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Preserve Analysis through reboot #478

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AaronOpfer opened this Issue Nov 24, 2016 · 10 comments

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AaronOpfer commented Nov 24, 2016

Analysis can be slow on some very large binaries. It would be nice if we could save the results of the analysis to disk.

To prevent loading incorrect analysis when binaries change, we can compare the analysis timestamp against the binary's filestamp at loadtime, and if the binary is newer we can discard the analysis.

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10110111 Nov 24, 2016

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A hash sum seems more robust than a timestamp.

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10110111 commented Nov 24, 2016

A hash sum seems more robust than a timestamp.

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AaronOpfer Nov 29, 2016

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You're right, but it could be expensive on binaries with lots of embedded resources. Maybe it should be an opt-in.

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AaronOpfer commented Nov 29, 2016

You're right, but it could be expensive on binaries with lots of embedded resources. Maybe it should be an opt-in.

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eteran Nov 30, 2016

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The analyzer already does an MD5 of every region it analyzes (in particular to detect changes), so that could be used directly. Fortunately, it hasn't proven to be particularly time consuming yet.

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eteran commented Nov 30, 2016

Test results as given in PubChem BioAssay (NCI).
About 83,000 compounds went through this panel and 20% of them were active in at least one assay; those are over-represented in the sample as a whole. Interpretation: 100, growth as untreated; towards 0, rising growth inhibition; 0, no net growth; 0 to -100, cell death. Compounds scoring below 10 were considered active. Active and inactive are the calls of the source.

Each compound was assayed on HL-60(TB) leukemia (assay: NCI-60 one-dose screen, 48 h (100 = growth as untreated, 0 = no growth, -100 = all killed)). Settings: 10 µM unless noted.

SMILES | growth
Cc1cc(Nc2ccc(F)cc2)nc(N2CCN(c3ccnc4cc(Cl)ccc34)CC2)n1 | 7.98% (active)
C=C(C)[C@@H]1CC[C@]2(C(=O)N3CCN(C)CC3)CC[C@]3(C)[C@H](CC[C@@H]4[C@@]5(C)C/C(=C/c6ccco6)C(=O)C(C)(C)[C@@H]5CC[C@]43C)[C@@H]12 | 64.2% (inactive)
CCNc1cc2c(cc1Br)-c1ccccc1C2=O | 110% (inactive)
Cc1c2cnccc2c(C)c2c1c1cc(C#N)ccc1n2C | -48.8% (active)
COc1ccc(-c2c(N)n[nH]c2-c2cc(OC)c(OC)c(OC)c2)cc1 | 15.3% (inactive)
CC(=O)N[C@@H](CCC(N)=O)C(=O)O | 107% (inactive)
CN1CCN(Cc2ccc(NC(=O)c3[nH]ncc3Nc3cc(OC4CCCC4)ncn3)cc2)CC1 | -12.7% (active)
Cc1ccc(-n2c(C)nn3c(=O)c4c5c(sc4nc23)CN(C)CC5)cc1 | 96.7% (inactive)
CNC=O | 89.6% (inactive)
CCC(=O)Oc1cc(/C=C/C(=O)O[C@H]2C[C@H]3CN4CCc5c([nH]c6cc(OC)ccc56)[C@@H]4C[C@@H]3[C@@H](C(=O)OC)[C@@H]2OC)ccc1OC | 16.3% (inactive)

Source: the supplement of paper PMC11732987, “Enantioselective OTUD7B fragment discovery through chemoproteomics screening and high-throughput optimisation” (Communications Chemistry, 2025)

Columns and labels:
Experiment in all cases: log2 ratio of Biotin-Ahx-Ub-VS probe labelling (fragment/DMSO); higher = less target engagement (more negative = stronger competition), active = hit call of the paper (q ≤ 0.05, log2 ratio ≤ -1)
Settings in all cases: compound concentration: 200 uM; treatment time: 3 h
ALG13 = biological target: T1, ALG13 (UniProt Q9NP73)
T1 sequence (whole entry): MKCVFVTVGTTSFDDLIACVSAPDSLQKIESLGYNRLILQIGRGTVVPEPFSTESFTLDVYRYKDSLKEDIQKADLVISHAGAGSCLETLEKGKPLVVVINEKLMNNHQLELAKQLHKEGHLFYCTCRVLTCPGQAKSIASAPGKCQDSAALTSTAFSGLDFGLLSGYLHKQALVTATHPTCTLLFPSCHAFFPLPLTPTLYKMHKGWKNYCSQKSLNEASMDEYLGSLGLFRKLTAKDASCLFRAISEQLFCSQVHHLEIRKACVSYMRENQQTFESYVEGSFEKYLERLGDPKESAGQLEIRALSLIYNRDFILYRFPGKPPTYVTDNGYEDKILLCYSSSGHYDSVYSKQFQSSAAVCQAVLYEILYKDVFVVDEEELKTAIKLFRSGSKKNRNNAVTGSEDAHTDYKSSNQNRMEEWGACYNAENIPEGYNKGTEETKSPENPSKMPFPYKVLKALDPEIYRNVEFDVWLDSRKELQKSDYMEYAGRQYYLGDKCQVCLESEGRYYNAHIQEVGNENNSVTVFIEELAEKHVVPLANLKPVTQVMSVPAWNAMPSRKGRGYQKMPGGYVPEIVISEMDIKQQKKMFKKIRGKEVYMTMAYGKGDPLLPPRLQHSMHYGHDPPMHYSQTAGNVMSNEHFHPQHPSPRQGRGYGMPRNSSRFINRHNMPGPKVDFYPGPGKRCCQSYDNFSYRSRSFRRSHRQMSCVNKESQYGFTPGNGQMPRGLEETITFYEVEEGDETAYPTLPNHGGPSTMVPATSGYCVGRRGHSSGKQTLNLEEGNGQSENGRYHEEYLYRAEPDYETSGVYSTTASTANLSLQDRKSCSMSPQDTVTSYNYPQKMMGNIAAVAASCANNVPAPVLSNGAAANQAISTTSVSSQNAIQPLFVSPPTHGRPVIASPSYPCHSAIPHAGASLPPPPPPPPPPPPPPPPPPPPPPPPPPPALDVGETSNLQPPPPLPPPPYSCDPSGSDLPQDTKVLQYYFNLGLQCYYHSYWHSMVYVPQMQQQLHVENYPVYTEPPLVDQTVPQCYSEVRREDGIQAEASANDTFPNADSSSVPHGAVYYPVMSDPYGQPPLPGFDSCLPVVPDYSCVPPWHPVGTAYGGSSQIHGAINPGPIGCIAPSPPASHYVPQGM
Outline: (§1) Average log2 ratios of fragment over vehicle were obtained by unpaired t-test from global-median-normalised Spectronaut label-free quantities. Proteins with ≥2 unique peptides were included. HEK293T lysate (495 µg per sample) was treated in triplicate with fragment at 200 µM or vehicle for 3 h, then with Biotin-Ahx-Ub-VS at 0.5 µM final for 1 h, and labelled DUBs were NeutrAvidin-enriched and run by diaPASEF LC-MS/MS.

The analyzer already does an MD5 of every region it analyzes (in particular to detect changes), so that could be used directly. Fortunately, it hasn't proven to be particularly time consuming yet.

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eteran Dec 1, 2016

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I think the first step in this, would be the make the analysis data store addresses relative to the module/region base instead of absolute like it is currently. That would make saving/restoring much simpler when ASLR is involved.

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eteran commented Dec 1, 2016

I think the first step in this, would be the make the analysis data store addresses relative to the module/region base instead of absolute like it is currently. That would make saving/restoring much simpler when ASLR is involved.

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We could do that, but it would probably be better to just save the base address alongside the absolute addresses so that we can do corrections at load-time.

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AaronOpfer commented Dec 6, 2016

We could do that, but it would probably be better to just save the base address alongside the absolute addresses so that we can do corrections at load-time.

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eteran Dec 6, 2016

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Sure, that would work equally well.

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eteran commented Dec 6, 2016

Sure, that would work equally well.

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Using the md5 sum to determine whether analysis is still relevant might be a problem for binaries that use relocation tables. Relocation tables will cause a relocated binary to have a different hash each time.

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AaronOpfer commented Dec 21, 2016

Using the md5 sum to determine whether analysis is still relevant might be a problem for binaries that use relocation tables. Relocation tables will cause a relocated binary to have a different hash each time.

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eteran Dec 21, 2016

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Well, I think that will generally be a problem for any solution that is based on "did the data in this region change". I am of course open to alternatives.

BTW. do you know if my push fixed #528 ?

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eteran commented Dec 21, 2016

Well, I think that will generally be a problem for any solution that is based on "did the data in this region change". I am of course open to alternatives.

BTW. do you know if my push fixed #528 ?

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Any suggestions on what we should serialize? Serializing everything looks impractical since these function objects have vectors of basicblocks which have vectors of instructions. Literally writing all of the instructions into a file sounds pretty redundant and probably slower than real analysis.